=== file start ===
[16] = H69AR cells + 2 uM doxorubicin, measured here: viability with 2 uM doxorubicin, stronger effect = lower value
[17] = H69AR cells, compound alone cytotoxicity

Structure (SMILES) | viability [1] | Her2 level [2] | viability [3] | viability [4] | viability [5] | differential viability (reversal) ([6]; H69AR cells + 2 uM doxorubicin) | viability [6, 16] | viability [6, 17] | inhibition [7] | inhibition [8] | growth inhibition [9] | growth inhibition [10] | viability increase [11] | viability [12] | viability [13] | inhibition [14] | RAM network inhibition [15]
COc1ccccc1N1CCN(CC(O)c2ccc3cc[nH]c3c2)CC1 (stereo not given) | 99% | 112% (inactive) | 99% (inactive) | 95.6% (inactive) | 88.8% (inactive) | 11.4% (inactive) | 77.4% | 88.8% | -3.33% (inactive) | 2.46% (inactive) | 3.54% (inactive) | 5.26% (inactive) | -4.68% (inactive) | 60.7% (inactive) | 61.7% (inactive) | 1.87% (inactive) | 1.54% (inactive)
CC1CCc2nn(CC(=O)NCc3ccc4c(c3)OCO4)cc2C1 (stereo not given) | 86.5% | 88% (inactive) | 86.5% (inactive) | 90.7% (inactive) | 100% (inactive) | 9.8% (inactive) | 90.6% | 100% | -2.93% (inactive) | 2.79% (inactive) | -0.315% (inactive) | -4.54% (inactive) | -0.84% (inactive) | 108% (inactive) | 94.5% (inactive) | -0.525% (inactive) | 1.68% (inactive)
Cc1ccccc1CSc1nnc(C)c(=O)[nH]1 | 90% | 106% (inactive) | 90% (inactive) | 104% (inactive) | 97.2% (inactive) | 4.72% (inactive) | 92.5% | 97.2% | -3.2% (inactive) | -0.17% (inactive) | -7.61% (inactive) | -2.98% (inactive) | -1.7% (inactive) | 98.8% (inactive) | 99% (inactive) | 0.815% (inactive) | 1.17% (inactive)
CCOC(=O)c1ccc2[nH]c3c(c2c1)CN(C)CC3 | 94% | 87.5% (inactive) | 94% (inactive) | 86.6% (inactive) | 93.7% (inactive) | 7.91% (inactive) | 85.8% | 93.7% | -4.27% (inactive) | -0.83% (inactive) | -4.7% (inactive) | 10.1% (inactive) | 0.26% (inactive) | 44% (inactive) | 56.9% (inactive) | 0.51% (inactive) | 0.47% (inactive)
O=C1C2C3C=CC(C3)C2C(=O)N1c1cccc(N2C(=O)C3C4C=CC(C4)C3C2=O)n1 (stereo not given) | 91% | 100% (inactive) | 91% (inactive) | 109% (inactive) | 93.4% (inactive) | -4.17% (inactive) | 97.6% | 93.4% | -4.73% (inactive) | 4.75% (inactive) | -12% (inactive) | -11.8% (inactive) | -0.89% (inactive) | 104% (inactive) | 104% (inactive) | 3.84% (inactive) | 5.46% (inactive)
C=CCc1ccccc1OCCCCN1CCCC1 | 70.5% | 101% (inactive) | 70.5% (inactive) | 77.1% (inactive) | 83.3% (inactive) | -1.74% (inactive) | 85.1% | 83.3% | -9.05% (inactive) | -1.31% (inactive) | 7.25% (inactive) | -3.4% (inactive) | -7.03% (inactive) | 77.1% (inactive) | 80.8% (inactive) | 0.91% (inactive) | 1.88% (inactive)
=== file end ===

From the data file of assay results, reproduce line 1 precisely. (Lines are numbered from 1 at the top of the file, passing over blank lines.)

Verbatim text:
[16] = H69AR cells + 2 uM doxorubicin, measured here: viability with 2 uM doxorubicin, stronger effect = lower value